Nutrition in pecan orchards should be managed using visual observation, soil analysis, and foliar analysis. Pecan trees should grow at least 8 to 10 inches on terminal branches each year for optimal production. If more or less growth occurs, the fertility program may need to be modified.
Soil samples should be collected and submitted for analysis at the same time each year. Samples should be taken from the soil surface to an 8-inch depth and from the 8- to 16-inch depth. Each sample should be a composite of at least 20 subsamples from across a field with the same soil type. Fields under different management systems or different soil types should be sampled separately. The samples can be submitted through your local Cooperative Extension Center. (For information on collecting samples, see Careful Soil Sampling.) You will receive a report in the mail with recommendations for correcting the soil pH and any nutrient deficiencies. A soil analysis should be obtained before planting new trees, and the soil should be amended as necessary to a depth of at least 16 inches. Soil pH for pecan trees should be in the range of 6.0 to 6.5.
Foliar analysis can be determined with leaflet samples collected in mid-to-late July. The sample should consist of at least 100 leaflets from the middle of the compound leaves on the current season's growth. Collect leaflets that are not damaged and those that are growing in full sun. To ensure accuracy, do not collect samples after recent pesticide or nutrient spray applications. Place the leaflets in an open paper bag or in perforated sample bags to allow them to dry. Then submit the sample through your county Cooperative Extension Center along with a nominal fee for analysis. You will receive a foliar analysis report through the mail with recommendations for avoiding or correcting deficiency symptoms.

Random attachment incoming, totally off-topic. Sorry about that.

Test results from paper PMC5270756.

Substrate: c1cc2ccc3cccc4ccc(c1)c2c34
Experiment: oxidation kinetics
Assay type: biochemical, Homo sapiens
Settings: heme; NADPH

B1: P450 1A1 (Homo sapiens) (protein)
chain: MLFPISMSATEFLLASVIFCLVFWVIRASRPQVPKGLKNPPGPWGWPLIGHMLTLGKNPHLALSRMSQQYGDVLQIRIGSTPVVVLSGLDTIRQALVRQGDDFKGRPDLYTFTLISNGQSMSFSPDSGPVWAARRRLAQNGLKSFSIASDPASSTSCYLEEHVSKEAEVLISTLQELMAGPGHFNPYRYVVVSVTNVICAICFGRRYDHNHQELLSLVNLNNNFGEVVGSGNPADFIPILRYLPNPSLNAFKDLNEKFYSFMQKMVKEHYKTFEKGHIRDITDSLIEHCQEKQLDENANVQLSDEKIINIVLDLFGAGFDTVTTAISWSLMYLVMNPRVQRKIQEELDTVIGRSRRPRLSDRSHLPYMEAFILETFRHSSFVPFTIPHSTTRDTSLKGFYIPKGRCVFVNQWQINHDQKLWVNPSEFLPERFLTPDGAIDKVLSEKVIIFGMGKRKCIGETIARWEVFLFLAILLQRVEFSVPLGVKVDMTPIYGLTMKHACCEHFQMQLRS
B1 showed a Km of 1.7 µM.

A rule of thumb for fertilizing nonbearing trees is to apply 1 pound of 10-10-10 fertilizer (10 percent Nitrogen, 10 percent Phosphorus, and 10 percent Potassium) per year of tree age, in late February or early March, not to exceed 25 pounds per tree. For bearing trees, apply 4 pounds of 10-10-10 fertilizer per inch of trunk diameter measured just below the scaffold branches. Broadcast the fertilizer in a broad band around the drip line of the tree. Pecan trees also require adequate zinc as determined by a soil analysis. If zinc deficiency symptoms are seen, foliar applications of 1.6 ounces of zinc sulfate in 5 gallons of water applied after 1 inch of new growth in the spring and repeated every 3 to 4 weeks will help correct the deficiency.
Managing the Orchard
Pecan orchards should have grassed row middles and vegetation-free strips down the tree rows. The bare strips are usually maintained with herbicides. Broadleaf weeds within the grass middles can be controlled with selective herbicides to eliminate alternate hosts for pecan pests. Cultivation is not recommended because even very shallow cultivation will destroy the trees' surface roots.
Irrigation is also strongly encouraged to maximize pecan production. Low-volume irrigation systems, such as drip or micro-sprinkler systems have been very effective at maintaining tree growth and productivity.
Pecans are subject to attack by more than 20 insects and mites. However, only four insects, the pecan weevil, twig girdler, stink bug, and aphids, are usually of economic importance in North Carolina. It is important to be able to recognize damage caused by these insects and to understand their life history to know when to monitor for their presence and control them using Integrated Pest Management (IPM) strategies.
The pecan weevil is the most serious late-season pest because it attacks the nut. Pecan weevils cause two types of damage (Figure 2). In the first type, weevils puncture the nuts in early August, causing the nuts to fall after two or three days. The second type is caused by larval feeding within the nut. At larval maturity, the larva chews a circular hole through the shell, and, as nuts fall to the ground, it exits the nut, and burrows into the soil.